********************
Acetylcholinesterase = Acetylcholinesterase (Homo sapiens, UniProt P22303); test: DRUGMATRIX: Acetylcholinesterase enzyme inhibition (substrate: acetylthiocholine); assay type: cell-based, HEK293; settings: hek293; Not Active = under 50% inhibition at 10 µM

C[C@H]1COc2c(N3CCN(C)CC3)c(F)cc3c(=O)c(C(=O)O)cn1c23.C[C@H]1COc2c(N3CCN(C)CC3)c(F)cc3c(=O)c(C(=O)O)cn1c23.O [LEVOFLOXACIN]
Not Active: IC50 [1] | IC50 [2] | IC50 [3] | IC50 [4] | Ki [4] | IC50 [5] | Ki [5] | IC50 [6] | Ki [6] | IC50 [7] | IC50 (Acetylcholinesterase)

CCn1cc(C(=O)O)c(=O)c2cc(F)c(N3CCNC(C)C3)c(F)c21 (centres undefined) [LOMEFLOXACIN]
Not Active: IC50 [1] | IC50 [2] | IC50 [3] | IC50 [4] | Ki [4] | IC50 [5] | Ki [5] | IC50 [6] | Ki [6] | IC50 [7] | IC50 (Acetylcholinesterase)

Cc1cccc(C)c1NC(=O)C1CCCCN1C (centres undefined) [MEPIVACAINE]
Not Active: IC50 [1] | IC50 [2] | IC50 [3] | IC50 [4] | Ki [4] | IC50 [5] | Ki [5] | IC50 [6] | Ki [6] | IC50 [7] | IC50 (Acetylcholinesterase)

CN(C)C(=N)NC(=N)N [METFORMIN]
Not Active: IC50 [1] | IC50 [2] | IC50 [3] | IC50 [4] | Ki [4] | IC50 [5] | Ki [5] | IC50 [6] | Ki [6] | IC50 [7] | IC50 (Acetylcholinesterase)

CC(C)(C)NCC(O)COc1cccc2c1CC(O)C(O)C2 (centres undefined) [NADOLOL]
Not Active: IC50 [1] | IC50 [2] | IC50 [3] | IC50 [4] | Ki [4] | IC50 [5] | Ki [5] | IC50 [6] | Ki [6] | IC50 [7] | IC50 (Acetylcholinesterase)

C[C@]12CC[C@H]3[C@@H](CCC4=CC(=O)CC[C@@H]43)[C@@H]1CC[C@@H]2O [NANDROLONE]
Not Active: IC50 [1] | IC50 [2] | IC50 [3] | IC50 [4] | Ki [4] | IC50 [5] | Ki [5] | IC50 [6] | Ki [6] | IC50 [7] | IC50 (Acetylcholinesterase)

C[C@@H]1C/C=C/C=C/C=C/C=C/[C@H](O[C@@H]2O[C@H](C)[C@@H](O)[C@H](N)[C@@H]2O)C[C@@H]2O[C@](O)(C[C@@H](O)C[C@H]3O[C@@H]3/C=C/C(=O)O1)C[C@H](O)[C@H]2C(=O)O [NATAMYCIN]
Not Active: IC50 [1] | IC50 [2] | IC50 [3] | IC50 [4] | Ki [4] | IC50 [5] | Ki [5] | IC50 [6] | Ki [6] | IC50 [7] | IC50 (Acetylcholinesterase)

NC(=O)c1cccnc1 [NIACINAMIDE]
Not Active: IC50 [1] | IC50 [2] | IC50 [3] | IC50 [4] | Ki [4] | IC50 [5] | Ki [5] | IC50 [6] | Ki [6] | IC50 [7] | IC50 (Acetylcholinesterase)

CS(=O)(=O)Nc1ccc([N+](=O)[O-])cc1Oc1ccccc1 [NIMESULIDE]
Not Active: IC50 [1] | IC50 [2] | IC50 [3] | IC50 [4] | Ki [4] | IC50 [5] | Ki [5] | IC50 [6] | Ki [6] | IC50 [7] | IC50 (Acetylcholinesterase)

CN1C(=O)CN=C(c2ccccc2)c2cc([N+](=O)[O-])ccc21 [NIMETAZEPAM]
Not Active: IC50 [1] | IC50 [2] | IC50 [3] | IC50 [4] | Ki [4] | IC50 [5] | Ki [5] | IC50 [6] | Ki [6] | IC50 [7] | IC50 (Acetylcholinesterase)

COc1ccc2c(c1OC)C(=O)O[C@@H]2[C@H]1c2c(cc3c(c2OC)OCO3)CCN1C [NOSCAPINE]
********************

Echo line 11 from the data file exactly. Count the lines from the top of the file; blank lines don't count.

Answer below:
Not Active: IC50 [1] | IC50 [2] | IC50 [3] | IC50 [4] | Ki [4] | IC50 [5] | Ki [5] | IC50 [6] | Ki [6] | IC50 [7] | IC50 (Acetylcholinesterase)